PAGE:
Nakhjivani who was born in Nakhjivan, studied in Tabriz and got sufi education, is the member of Naqshbandiyya order. A later anonymous Silsilanama (sufi chain) mentions him among the murids of Ubeydullah Ahrar; but this record is unreliable for the reason that it is not supported by other sources. At that time there were two Naqshbandi saykhs in Tabriz, namely Sun‘ullah Kuzakunani and his khalifa Darvish Akhi Khusravshahi; and it is probable that Nakhjivani got his sufi education from this line. As a matter of fact, a newly discovered handwritten Silsilanama, mentions a person named Mavlana Baba-i Nakhjivani among the murids of Khusravshahi; and most likely that he is Ni‘matullah Nakhjivani. According to this source his pedigree of masters goes back to Bahauddin Naqshband as: Bahauddin Naqshband, Alauddin Attar, Nizamuddin Khamush, Sa‘duddin Kashghari, Alauddin Abizi, Sun‘ullah Kuzakunani, Darvish Akhi Khusravshahi, Mavlana Baba-i Nakhjivani. We know that Nakhjivani visited Khalvati Shaykh Dede Omar Rushani at his death bed in Tabriz in 892 (1487). In Ramadan 902 (1497), Nakhjivani completed his commentary on the Quran, which he began writing in Tabriz. In Sha‘ban 904 (1499) he left Tabriz and immigrated to Anatolia, and he settled down in 905 (1499-1500) in Akshehir, a city closer to Konya. For a long time he was engaged in activities of teaching and guiding. He died in 920 (1514). He is known as Ulwan Akshehri. His tomb is at the Koyceghiz district of Akshehir city in Konya region. Although there is no information in sources whether he guided murids, he must have educated some murids given the fact that he established a zawiya (lodge of dervishes). According to the foundation contract (vakfiye), “Awqaf-i Zawiya-i Baba Ni‘matullah Nakhjivani” which was written in 992 (1584) during the reign of Sultan Murad III., Nakhjivani’s son Mavlana Haji ‘Ali Chalabi is authorized to appoint the trustees (mutavalli) and the shaykh of the zawiya, and the restoration and renovation of the zawiya shall be carried out on his order and approval. Today there is no trace of this zawiya. Some of the works of Nakhjivani are:
1- al-Fawatih al-ilahiyya wa al-mafatih al-ghaybiyya: It is a commentary (tafsir) on the Qur’an in Arabic, and supposedly he wrote this commentary without consulting any other previously written commentary on the Qur’an. It has been published in two volumes (Istanbul, 1325/1907).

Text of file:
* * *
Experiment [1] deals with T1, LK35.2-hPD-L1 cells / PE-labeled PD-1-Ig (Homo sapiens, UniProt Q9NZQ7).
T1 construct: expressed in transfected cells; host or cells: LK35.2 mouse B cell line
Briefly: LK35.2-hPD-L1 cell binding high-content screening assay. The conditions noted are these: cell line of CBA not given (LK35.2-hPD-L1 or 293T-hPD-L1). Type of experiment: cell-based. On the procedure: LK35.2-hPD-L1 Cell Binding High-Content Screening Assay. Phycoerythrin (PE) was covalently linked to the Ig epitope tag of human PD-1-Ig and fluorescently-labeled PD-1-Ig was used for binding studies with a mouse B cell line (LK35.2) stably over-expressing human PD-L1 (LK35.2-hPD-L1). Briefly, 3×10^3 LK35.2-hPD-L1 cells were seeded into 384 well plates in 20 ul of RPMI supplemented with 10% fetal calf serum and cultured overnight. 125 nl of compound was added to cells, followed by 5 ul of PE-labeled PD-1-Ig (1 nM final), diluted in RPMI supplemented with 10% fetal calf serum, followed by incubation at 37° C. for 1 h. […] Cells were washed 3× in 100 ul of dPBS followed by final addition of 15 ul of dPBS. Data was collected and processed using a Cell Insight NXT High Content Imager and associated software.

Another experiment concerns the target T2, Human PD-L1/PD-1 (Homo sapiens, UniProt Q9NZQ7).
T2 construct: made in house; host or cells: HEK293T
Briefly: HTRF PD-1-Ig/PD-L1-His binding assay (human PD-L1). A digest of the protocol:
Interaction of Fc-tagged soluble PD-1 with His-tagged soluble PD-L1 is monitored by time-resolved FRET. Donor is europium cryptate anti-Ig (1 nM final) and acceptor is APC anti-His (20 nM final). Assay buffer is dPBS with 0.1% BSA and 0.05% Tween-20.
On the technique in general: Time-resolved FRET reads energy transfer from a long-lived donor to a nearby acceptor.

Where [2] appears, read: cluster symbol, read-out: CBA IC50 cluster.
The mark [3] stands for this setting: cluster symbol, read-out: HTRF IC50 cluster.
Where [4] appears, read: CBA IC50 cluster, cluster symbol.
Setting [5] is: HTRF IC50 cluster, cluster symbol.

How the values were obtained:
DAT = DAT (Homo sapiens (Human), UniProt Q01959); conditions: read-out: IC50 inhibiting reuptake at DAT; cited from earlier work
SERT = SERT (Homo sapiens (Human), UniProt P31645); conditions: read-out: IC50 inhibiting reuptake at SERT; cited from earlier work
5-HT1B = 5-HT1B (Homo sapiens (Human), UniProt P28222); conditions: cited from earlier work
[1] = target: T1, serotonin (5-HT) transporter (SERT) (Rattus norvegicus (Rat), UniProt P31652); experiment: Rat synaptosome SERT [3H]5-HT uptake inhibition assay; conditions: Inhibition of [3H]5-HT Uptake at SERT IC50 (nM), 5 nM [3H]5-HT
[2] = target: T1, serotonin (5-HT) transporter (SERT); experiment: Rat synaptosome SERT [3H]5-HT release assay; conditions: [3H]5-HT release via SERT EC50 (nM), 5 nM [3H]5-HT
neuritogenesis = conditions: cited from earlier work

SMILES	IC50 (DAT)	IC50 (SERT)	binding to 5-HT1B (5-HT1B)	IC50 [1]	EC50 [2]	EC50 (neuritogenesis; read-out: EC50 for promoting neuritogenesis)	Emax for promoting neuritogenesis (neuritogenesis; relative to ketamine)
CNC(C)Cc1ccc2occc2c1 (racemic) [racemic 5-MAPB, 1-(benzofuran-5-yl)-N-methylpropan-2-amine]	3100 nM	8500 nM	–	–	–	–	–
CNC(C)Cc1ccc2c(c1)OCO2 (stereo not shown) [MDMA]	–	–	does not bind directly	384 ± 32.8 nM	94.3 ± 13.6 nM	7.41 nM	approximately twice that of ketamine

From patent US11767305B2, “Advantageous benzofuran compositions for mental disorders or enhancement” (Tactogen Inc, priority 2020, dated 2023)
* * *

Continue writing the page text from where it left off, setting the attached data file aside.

2- Sharh-i Gulshan-i Raz: It is an exposition (sharh) in Persian on Shabustari’s Gulshan-i Raz.
3- Risala: Although its name is not registered, it is an Arabic work treating the topic of being (vujud) from the perspective of the theory of unity of being (vahdat-i vujud). Mehmed Tahir of Bursa calls it Risala al-wujud. Apart from these, Nakhjiwani is also credited with the authorship of Hidayat al-ikhwan, Hashiya ala Fusus al-hikam and Hashiya ala Tafsir al-Baydawi. Because of carelessness, most of the works registered under the name Baba Ni‘matullah Nakhjivani in library catalogues of Turkey belong, in fact, to the Shah Ni‘matullah Wali Kirmani (d. 834/1431), founder of the Ni‘matullahiyya order.


The following may be concise information about the Sharh-i Gulshan-i Raz: 

2.2. Sharh-i Gulshan-i Raz: 


This work’s manuscript copies are evailable in Istanbul, Tehran and Berlin. This work was completed in Jumad al-Ukhra 906 (1500). Since Nakhjiwani was settled down in Akshehir in 905, he must have composed this work therein. Except for a few quotations from Fariduddin Attar, he hardly mentions any work or person. He treats the issue of being (vujud) in this work. The following are quotations from the work to give an idea about his study: “According to the people of love, God has a specific manifestation (zuhur) at every level of being”. “After the spirit woke up of its sleep of carelessness and forgetfulness, following its natural (fitri) inclination, it began thinking about its true fatherland and its true origin”. “It is the level of absolute unity (Ahadiyyat), which is also called ‘Ama-yi Mahd and Sawad-i A‘zam, where all divine names and attributes are folded up and disappeared, becomes manifest in the letter “mim” of the word “Ahmad,” which completes the circle of being”.


Conclusion:

To sum up, Sufis of Anatolia, who wrote their works in Persian, have made important contribution to Persian language and literature. They constructed a bridge between Turkish and Persian cultures. It is the Sufi literature where these two cultures mostly come together. Today Sufism still has the function of bringing these two neighbour cultures closer, as it had in the past.